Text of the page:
It’s the holiday season … a time of dark, cold mornings, short days and busy nights, tending to the hustle and bustle of getting things done for various holiday celebrations, all the while gorging ourselves on delicious — but often calorie-laden — holiday foods. The average day passes quickly, and you usually find yourself collapsing into bed at the end of it feeling completely exhausted.
Around Thanksgiving, I’m drawn to the subject of gratitude and how to put it into practice on a daily basis. I have to admit, I’m not ready for the typical stress of the holiday season and am on a mission to keep the season as stress-free as possible with a mixture of appreciation for all that I have and awareness of all I can give.
Autumn has arrived, and with it, I always feel the need to turn within to find balance between the lightness I felt during the warm summer days and the sudden desire to stay cozy and warm inside, as the temperatures cool outside.
Watching leaves float to the ground is a reminder that our lives are a mirror of nature’s cycles and that everything is in a state of impermanence. Autumn is a time for letting go and releasing things that no longer serve us.
One of the main goals of a regular yoga practice is to be able to reach Samadhi, a state of deep concentration and meditation resulting in union with a greater reality … a greater universal consciousness. When we are in Savasana, we are working toward this state, feeling the benefits of our asana practice, resting our bodies in order to open up to our breath and release all of the tension and thoughts running through our minds — coming to a place of blissful nothingness.
Recently I was talking with a friend of mine about life and the decisions we’ve made and I came to the realization that practicing and teaching yoga are two of the best choices I’ve ever made.
We’ve all heard of the many benefits of yoga: improved coordination, stronger bones, better posture and balance, stress reduction, body-mind connection, overall strength, and flexibility.
When life gets busy, it’s easy to get out of balance – emotionally, physically and mentally – from trying to maintain equilibrium between the activities that fulfill us and the demands of life. Very rarely are we able to maintain the ‘great Tree Pose of balance,’ as our lives are in a constant state of change.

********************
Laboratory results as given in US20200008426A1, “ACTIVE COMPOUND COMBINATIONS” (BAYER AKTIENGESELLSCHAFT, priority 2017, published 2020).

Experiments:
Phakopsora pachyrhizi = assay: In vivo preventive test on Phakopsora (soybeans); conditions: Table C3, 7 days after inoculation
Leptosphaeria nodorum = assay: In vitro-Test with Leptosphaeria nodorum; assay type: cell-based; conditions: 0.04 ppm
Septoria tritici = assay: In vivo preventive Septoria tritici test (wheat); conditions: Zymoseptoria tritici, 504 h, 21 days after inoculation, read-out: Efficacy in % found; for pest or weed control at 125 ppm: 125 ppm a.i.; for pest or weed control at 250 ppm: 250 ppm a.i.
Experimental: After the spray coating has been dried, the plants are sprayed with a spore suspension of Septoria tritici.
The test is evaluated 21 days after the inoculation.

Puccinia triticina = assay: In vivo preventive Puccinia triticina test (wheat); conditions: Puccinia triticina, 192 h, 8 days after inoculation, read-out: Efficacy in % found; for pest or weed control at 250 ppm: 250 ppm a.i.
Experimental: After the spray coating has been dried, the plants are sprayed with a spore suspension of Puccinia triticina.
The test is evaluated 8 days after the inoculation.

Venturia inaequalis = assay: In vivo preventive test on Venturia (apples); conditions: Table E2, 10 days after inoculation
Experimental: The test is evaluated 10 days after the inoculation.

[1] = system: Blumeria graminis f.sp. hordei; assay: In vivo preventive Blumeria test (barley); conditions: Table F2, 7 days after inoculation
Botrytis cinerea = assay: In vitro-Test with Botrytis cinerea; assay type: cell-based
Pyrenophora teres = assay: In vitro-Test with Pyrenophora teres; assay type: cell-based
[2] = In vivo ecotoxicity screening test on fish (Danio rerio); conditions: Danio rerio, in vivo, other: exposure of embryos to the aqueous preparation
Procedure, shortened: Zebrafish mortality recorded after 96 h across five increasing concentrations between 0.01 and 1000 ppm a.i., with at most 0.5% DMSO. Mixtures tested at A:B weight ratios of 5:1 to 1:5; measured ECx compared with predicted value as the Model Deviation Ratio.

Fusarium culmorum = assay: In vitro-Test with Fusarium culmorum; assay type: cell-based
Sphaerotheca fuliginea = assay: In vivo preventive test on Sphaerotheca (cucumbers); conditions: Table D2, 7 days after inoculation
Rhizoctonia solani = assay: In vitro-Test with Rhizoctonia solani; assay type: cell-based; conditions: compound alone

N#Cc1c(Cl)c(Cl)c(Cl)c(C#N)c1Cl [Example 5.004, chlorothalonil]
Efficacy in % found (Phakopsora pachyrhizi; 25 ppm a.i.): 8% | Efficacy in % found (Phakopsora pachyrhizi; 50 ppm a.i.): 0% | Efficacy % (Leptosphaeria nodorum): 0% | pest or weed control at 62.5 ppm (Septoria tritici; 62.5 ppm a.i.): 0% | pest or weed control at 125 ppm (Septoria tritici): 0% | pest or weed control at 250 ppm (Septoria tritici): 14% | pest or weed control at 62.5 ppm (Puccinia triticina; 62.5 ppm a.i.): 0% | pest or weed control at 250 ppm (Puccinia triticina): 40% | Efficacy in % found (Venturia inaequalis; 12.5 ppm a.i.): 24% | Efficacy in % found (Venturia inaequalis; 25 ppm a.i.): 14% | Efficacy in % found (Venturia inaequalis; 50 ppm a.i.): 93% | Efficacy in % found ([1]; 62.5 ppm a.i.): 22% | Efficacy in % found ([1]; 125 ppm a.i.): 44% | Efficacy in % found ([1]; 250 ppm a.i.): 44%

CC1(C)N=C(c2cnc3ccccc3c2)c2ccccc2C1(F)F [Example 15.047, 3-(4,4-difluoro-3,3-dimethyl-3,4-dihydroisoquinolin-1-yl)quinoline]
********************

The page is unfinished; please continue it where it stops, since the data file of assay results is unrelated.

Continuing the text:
At some point in your yoga practice, you’ve probably been asked to set an intention or San Culpa. Setting an intention is a wonderful way to start your practice, your day, or any new beginning, but in doing so it’s always good to step back and ask why you’re doing it. What is intention? What does intention mean to me?
Everyone has a story about why they took their first yoga class and why they keep coming back. Most involve a desire to slow down, release tension, or recover from an injury. Mine is no different.
I took my first step onto the mat to learn how to let go of tension before it turned into an ulcer, as my lifestyle at that time was very fast-paced and stressful. Little did I know that in taking my first step on the mat, I would not only learn how to tune into my breath and strengthen my body, I would learn that I had the power to transform my life by gaining a clearer understanding of the mind-body connection.
Hope, expectation, anticipation, the desire for a certain outcome. Hope is what moves us forward, motivates us and keeps our faith strong during the hard times. Hope is essential for our existence; yet there are times — when the world seems to be in a state of chaos — when it is easy to wonder where hope is.
In thinking about hope and how to find it in our world, I realized that for me, hope comes from my yoga practice and my kids, as both remind me on a constant basis that hope dwells within us, not outside of ourselves, and that in order to tap into that wellspring of hope, it is essential to find the peace within to let hope blossom.